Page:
TOWN HILL — Rich MacDonald wants folks to know that they don’t have to drive a car to go birding. In fact, people can see just as much, or more, from a bicycle.
Town Hill’s MacDonald, a naturalist and author of “Little Big Year: Chasing Acadia’s Birds,” a book chronicling a year of bird watching in Hancock County in 2018, is currently writing a new book about his adventures birding by bike.
In celebration of the 100th anniversary of the Migrant Bird Treaty Act in 2018, MacDonald decided to go birding by car and to write a book about his experiences.
When he was reflecting on the year, MacDonald said he reviewed records of his daily mileage and discovered that he drove 6,390 miles. “I was a little appalled by how much I drove,” he said.
When he finished that book at the end of 2020, MacDonald wanted to write a birding book that was specifically propelled towards global warming and climate change. “I’m going to do this [birding] again, but I’m going to do it zero carbon. I’m going to bike, I’m going to walk, I’m going to cross–country ski, I’m gonna canoe, I’m gonna kayak,” he said.
In making that decision, the outdoorsman rigged his bike to haul skis, canoes or kayaks to begin his birding expedition. “On Dec. 31, I biked to Schoodic to do the Schoodic Christmas Bird Count. From my house, it’s 36 miles and it had been a few months (since October) that I had biked. I spent the night over there; it was cold — it was in the 20s,” he said. On days with low temperatures, the biker is prepared with helmet covers, windproof thermals, food, extra water and waterproof gear.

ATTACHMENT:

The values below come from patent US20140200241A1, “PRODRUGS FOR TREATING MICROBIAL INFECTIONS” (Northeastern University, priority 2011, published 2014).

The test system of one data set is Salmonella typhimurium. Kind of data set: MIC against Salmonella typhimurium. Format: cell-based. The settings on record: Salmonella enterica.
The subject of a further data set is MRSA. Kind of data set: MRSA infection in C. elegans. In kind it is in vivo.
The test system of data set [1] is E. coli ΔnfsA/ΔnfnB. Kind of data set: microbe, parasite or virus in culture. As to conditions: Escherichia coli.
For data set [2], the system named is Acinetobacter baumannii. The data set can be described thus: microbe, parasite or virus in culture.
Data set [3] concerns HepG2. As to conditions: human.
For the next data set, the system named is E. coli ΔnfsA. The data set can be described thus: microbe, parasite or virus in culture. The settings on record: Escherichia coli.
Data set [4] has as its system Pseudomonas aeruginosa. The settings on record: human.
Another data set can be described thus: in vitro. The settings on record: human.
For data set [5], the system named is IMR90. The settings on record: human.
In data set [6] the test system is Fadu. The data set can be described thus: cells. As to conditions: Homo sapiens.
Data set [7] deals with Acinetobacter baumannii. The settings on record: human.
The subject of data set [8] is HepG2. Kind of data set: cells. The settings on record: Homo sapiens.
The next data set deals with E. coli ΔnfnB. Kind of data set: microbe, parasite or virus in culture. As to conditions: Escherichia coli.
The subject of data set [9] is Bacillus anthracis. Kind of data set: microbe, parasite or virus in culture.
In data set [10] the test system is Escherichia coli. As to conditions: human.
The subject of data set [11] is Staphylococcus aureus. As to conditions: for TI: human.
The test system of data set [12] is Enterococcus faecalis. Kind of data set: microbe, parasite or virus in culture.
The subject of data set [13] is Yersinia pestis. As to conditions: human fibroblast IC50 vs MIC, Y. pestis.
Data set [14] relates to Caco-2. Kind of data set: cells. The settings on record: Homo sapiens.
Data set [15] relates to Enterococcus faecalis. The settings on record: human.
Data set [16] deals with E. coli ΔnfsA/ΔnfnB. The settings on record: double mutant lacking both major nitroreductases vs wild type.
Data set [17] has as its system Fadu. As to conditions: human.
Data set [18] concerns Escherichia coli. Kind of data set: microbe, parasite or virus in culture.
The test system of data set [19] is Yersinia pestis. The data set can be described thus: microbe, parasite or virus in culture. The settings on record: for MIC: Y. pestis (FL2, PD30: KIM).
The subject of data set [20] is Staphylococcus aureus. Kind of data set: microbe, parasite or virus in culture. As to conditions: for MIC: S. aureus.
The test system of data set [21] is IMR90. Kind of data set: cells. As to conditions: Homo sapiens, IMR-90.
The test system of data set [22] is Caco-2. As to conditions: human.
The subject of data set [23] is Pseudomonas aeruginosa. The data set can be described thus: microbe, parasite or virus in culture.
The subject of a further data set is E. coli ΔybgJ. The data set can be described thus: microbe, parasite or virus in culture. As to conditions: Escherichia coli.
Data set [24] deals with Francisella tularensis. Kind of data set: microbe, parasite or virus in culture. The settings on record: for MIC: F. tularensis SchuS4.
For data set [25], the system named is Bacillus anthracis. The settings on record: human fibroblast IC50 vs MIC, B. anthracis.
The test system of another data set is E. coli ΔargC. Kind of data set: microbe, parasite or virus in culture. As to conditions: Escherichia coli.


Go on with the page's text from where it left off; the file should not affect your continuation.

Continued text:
“You know, we’re only a little over three months into the year and I’ve already traveled over 500 miles. I’ve seen 93 species of birds for this book, which will be more of an environmental book with birds as a unifying theme.”
MacDonald was able to identify 268 species in “Little Big Year,” a record he hopes to beat in 2021.
Over the course of one day this past week, MacDonald biked from his house in Town Hill to Northeast Creek, Clark Cove, past the head of the island all the way to Thompson Island and back, adding that the “people who drive by are starting to wave.”
Next week, if weather allows, he plans to bike to Marlboro Beach in Lamoine.
More than three–quarters of the birds MacDonald identifies are by sound.
“For me, there’s a lot of ways I go birding. The biggest way is by ear. I know the alarms and calls, but I always have my binoculars with me,” he said. “I’ve also been carrying my spotting scope, designed for birding, to see farther.”
Though his published works are not picture books, the naturalist carries his camera at all times to take plenty of photos for his book.
Later, when the birds migrate for spring, MacDonald plans on peddling up to the northernmost part of the county. “It’s about 60 miles north of here,” he said, adding that he plans to camp up there for at least four days.
With the new book based on his 2021 birding journey by bicycle, MacDonald not only wants to promote a zero–carbon initiative but also wants to prove that anyone can be venturesome. “Anyone can be adventurous and do these things, you just have to have the desire,” he said.